At 28 years old, Nick Howe never imagined a morning cup of coffee with his mother would change his life forever. Howe was explaining to his mother that starting their family had not been easy for him and his wife Rachel.
“The conversation moved into a discussion of various reproductive treatments,” he said. “I told her I would rather adopt.”
His mother was shocked by his dismissal.
“She asked me, ‘What if I were to tell you the reason why you and your sister are here today is because of a donor?’” said Howe.
A turn for the worse
Three years later, Howe, at 31, and his wife were still struggling to start their family. Howe also began to experience a variety of severe health issues, including liver and kidney failure, and the loss of 55 pounds within the span of a couple of months.
After some time in the hospital, he was diagnosed with diffuse large B-cell lymphoma (DLBCL) — an aggressive, or fast-growing, type of non-Hodgkin lymphoma (NHL) — and was told to start treatment immediately.
Howe’s journey was fraught with challenges and setbacks. After his autologous stem-cell transplant failed, Howe relapsed in less than 100 days and his doctors began preparing him to undergo an allogeneic stem cell transplant.
This treatment relied on Howe finding a donor who was a complete genetic match.
His doctors began testing his immediate family as possible stem cell donors. With none resulting in a complete match, Howe remembered the life-changing conversation he had with his mother three years prior.
“Shortly after my conversation with my mother, I began a search for my half-siblings,” he said. Through that search, he identified and connected with 10 half-siblings. One of them would be the person whom Howe calls his “Hail Mary.”
Howe met his half-brother, who happened to be a health care professional working at the same medical institution where Howe was being treated. Howe later learned his half-brother was the match that could potentially save his life.
At the same time, an additional treatment called chimeric antigen receptor (CAR) T-cell therapy became available in the United States. Faced with the difficult decision between an allogeneic stem cell transplant or CAR T-cell therapy (which was still in clinical trials), Howe decided to look at the experimental therapy as a chance to contribute to the greater good.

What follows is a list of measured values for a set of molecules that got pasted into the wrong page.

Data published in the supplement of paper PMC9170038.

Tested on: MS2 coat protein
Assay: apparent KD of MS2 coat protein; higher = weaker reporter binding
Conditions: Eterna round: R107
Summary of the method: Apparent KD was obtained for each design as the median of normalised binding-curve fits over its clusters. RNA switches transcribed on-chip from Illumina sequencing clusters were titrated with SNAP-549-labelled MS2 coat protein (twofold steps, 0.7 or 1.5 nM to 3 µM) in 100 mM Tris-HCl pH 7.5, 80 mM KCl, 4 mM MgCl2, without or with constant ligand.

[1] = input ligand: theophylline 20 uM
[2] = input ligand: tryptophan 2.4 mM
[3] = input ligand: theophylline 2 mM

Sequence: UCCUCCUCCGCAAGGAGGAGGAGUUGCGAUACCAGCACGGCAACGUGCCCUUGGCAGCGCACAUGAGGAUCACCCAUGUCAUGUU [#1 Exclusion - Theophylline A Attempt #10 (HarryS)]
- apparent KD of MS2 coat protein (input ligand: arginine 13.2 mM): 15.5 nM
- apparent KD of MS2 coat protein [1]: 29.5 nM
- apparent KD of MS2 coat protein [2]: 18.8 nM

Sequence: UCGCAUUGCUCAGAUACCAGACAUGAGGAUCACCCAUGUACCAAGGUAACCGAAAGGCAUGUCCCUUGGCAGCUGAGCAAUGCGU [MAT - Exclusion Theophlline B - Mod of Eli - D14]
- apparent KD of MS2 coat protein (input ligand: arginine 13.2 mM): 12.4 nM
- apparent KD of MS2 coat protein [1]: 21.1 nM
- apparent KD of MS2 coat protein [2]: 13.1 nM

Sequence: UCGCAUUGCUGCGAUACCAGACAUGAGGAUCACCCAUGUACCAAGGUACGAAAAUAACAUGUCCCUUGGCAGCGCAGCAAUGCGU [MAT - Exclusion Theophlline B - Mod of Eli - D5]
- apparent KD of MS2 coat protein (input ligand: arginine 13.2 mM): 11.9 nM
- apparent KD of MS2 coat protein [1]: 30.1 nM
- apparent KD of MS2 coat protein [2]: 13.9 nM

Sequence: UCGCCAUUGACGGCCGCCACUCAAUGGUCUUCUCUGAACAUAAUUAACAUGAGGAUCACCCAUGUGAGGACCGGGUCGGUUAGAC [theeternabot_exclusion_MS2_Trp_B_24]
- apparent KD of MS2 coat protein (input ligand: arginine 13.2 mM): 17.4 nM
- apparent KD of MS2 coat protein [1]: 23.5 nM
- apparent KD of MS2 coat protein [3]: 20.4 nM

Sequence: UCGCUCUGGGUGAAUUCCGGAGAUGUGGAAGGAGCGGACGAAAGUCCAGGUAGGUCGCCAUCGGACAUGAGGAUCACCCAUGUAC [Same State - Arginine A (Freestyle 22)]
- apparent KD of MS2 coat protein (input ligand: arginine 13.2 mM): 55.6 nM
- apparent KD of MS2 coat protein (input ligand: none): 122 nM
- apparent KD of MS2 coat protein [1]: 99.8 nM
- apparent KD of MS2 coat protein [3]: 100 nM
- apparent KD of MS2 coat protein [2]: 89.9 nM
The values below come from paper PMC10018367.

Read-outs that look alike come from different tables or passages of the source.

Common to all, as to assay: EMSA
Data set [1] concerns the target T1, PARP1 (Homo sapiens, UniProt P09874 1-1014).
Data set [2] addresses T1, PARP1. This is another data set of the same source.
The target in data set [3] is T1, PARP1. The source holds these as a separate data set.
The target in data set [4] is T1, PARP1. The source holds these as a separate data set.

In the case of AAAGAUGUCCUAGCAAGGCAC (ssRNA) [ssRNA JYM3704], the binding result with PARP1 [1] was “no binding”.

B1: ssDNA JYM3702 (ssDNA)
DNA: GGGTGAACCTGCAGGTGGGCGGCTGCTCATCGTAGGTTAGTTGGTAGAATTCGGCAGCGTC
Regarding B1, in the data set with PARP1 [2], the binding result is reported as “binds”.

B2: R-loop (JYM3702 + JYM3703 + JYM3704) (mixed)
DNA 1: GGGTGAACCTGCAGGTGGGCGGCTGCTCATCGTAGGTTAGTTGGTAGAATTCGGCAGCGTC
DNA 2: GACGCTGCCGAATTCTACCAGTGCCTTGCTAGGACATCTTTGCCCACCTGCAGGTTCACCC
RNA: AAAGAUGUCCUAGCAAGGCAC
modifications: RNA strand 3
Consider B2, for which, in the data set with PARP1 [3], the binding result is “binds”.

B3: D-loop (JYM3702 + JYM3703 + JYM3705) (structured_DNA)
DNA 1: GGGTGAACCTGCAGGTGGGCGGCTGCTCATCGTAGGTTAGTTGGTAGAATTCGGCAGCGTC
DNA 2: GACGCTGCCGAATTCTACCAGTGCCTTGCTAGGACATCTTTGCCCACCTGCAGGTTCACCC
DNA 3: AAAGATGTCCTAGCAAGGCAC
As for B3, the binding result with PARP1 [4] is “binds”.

“I decided to adopt the mindset of being an astronaut,” he said. “Like an astronaut, I had an obligation to my fellow man to discover the unknown in hopes of finding something that would save not just my life, but also the lives of the lymphoma patients who would come after me.”
Ultimately, Howe decided to undergo CAR T-cell therapy, becoming just the fifth person in the world to be treated with this type of therapy as part of the clinical trial.
When the day came to begin CAR T-cell therapy, Howe spent seven days in each inpatient and outpatient observation for side effects monitoring and data recording. He was shocked to learn he only experienced minor vertigo.
Three weeks after receiving treatment, he and his wife were elated to find out the treatment was a success and he was clear of any disease. Shortly after, they welcomed their daughter Julia into the world.
“People always ask me, ‘Nick, how should I interact with someone I care about who has cancer?’” he said. “My answer is simple: Give them a future. Give them exploration and something to look forward to. We all need a future to survive for.”
The Lymphoma Research Foundation hosts nationwide in-person education programs to provide the lymphoma community the opportunity to learn about this blood cancer and have their questions answered by world-leading experts. For more information please visit, lymphoma.org/programs.